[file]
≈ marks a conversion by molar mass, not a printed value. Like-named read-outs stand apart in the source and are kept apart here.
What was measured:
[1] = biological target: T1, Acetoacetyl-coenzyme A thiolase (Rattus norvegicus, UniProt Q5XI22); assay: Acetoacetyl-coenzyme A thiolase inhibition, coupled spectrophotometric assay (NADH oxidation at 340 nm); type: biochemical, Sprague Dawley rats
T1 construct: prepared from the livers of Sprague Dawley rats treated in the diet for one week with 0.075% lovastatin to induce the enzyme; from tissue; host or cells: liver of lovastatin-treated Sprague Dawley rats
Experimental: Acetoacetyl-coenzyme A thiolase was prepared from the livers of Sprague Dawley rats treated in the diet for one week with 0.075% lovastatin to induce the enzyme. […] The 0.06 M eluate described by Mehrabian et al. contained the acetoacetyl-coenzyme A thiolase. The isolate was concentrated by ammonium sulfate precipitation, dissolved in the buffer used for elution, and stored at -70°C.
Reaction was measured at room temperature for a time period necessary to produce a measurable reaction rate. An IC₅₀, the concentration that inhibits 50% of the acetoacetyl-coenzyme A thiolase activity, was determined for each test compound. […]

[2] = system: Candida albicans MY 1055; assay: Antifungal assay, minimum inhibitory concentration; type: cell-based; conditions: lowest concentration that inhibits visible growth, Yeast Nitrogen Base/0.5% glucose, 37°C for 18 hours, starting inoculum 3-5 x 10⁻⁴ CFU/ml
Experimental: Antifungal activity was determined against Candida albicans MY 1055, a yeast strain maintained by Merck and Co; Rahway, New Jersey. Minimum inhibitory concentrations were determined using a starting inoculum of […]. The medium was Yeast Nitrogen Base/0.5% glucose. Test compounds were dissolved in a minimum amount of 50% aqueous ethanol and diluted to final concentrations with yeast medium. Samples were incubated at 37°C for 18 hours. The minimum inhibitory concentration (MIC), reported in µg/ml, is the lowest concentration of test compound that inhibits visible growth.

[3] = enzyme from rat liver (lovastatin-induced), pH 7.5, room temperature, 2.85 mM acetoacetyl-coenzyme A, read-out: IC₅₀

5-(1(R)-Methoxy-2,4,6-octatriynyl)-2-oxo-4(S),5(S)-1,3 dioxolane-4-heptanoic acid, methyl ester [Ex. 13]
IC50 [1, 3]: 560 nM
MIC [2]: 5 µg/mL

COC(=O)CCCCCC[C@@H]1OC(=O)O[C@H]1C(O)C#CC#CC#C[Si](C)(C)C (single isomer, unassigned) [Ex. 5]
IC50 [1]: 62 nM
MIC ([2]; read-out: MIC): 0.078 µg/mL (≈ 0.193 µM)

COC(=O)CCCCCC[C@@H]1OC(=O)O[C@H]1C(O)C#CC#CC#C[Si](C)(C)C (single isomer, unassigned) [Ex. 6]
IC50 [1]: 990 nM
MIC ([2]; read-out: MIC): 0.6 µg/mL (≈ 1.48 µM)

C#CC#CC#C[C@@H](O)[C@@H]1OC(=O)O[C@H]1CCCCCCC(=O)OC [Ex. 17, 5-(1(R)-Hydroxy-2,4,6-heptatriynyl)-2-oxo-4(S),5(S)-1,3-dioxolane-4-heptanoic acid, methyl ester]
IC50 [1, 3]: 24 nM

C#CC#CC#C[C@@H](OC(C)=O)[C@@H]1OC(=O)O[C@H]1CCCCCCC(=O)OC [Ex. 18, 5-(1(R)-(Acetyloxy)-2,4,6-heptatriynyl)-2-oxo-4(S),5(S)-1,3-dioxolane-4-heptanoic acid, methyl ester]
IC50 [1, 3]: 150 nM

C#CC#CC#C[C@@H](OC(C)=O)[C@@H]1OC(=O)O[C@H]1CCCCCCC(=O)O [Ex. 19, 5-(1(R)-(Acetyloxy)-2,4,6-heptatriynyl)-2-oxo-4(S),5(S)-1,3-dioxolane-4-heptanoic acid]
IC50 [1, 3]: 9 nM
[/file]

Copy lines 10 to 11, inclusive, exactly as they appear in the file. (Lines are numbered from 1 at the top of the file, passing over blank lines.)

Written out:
5-(1(R)-Methoxy-2,4,6-octatriynyl)-2-oxo-4(S),5(S)-1,3 dioxolane-4-heptanoic acid, methyl ester [Ex. 13]
IC50 [1, 3]: 560 nM